What is the Inner Critic? And What to Do When You’re Under Attack!

Woman pointing finger and wondering What is the Inner Critic? on pink background

In this third article we answer the question: What is the inner critic? And we also take a first look at what to do when we’re experiencing an inner critic ‘attack’.

You may also like the first two inner critic articles where I shared how my inner critic impacted me, as well as how the inner critic is formed, how it impacts not just how we feel but stops us from becoming all of who we are. And I also introduced the idea that we need to be kind to our critic, not ignoring or blaming it, and why.

In this article:

  1. What is the Inner Critic?
  2. What Should I Do About My Critic?
  3. Why we need a Variety of Techniques and Strategies
  4. The 7 Step Inner Critic Attack (ICAN) Process
  5. Summary & Recap
  6. Questions to Ponder
  7. Wrap-up

So, what is the Inner Critic?

Your inner critic is an inner guardian your brain developed to keep you safe, alive and in the loving bubble of your parents, tribe or community. Its role is to continuously check and warn you of potential dangers. These dangers include avoiding doing things that upset other people and keeping you from making costly mistakes.

Your inner critic means well, but it uses fear, anger and sometimes shame as tools to make you do what it wants—to stay safe.

Our critic disrupts our inner peace by second-guessing important decisions, making us feel terrible when we make mistakes and gets in the way of us being all of who we are! So your inner critic, depending on how strong and how frightened it is, can play a pretty important role in your life—and how you feel day-to-day.

The question I am most often asked is: What should I do about my critic?

I would love to tell you to follow my 5 steps and your critic will be gone forever. And while I do have a 7 step process, the answer is not that straightforward. Because like most things, our critic is contextual. How to handle an inner critic ‘attack’ (which is when we become aware of it) depends on:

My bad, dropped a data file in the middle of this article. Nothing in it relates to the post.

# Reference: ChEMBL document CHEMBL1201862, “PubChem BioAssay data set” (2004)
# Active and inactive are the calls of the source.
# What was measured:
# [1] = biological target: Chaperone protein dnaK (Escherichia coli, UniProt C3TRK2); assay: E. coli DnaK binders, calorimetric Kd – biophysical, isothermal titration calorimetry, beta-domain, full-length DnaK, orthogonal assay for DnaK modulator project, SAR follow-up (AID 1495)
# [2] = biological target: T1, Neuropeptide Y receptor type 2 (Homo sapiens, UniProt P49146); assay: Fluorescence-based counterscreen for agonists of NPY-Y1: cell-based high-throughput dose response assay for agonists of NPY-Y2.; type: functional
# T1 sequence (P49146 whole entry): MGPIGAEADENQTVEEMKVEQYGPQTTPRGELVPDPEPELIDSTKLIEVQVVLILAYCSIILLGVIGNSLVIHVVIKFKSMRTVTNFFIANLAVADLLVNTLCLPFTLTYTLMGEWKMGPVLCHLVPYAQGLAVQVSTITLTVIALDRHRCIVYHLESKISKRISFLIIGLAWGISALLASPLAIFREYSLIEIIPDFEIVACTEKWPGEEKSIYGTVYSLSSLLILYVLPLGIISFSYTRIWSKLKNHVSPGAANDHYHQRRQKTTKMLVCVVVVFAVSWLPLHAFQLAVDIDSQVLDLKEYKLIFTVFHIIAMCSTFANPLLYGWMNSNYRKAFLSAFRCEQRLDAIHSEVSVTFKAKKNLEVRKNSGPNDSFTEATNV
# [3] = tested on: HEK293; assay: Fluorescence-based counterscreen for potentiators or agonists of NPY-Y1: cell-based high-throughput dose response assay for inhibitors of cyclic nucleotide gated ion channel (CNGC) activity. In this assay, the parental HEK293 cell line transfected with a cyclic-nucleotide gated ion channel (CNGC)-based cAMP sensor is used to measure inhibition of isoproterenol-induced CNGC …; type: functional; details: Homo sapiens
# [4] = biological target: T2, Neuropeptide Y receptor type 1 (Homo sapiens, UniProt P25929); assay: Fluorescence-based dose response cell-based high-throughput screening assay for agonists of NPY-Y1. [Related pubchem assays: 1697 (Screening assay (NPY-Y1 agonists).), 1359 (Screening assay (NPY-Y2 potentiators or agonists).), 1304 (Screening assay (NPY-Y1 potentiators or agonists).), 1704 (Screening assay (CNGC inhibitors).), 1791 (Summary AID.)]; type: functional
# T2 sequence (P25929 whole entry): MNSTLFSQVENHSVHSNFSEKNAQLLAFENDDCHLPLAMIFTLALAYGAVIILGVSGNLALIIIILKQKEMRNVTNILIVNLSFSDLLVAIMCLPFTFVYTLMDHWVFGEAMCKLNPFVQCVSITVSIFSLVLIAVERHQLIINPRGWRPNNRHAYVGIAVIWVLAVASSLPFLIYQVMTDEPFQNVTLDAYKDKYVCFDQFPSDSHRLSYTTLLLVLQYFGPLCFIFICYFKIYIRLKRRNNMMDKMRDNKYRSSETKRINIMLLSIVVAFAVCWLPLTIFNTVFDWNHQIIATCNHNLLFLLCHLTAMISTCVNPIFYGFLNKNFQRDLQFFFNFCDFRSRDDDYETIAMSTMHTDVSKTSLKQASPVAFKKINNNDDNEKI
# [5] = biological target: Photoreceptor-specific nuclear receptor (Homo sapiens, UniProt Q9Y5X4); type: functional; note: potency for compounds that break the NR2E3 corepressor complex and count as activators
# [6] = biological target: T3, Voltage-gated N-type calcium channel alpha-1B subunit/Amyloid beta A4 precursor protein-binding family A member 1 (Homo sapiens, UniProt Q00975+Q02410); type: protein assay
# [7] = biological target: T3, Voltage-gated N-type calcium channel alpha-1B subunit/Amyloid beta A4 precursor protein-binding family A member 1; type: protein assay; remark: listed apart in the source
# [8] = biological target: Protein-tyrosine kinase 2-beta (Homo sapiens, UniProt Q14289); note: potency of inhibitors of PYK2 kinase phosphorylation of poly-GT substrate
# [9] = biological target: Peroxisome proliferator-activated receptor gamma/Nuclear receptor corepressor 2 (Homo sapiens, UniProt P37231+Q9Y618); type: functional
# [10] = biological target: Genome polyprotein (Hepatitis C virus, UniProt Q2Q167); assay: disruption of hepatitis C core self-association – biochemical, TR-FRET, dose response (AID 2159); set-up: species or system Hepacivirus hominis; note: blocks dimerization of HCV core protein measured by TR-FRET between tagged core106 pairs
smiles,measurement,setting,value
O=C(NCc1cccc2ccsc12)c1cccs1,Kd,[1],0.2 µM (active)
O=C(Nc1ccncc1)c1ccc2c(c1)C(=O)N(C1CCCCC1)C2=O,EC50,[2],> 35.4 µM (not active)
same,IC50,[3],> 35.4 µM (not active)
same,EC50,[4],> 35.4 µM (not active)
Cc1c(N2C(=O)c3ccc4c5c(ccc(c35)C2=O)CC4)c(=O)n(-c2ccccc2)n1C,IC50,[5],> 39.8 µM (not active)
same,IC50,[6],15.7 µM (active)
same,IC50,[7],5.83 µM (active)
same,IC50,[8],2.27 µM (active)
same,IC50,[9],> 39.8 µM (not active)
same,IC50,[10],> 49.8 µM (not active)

• What your critic believes about the situation—and how afraid it is.
  • What your critic wants you to do/not do—and how you feel about that.
  • What else is going on in your life/at that moment eg. how scared/triggered you are and how resourceful you’re feeling.
  • Your environment and who else is around you.
  • How much time you have—and more…

For example: we would use a different strategy for dealing with your critic if you’re about to deliver an important presentation in 5 minutes, than if you’re having the same meltdown but the presentation is 5 days away. Similarly, a different approach is needed if your critic is panicking about a big financial decision than if you’re deciding what to do on the weekend.

We need a variety of techniques and strategies

While obviously it’s best to use a strategy that will permanently heal the critic and its fears, this takes time: healing can be a long process.

Yet sometimes we’re in a situation where we simply don’t have the luxury of time—we just need to get through the moment/activity/event: like when you’re driving, about to perform or out for dinner with brand new colleagues. And sometimes we’re just plain tired and don’t have the energy to fully process our critic.

So, some quick-fix techniques are definitely helpful to get you through those difficult moments. And we will cover those soon.

But as far as strategies go we need BOTH. ALL. We need immediate, short term strategies as well as a longer, deeper process for healing. And we need to learn how to apply whatever is best for us in each situation.

What to do when you’re under ‘attack’

So as mentioned, there is a process we can follow when our critic attacks! Below is a quick overview of the 7 Step Inner Critic Attack iNfluence (ICAN) Process.

The 7 Step Inner Critic Attack iNfluence (ICAN) Process

When we have an inner critic ‘attack’ we:

  1. First recognize we are NOT our inner critic—and disengage from it.
  2. Decide what strategy to take—do we have time to do the full process or do we need a quick fix?
    • If it’s a quick fix, do that here, now. And return to complete Step 3 onwards later.
    • If you have at least 5-10 minutes then you can move onto Step 3.
  3. Take care of our selves—so we action this process from a place of strength!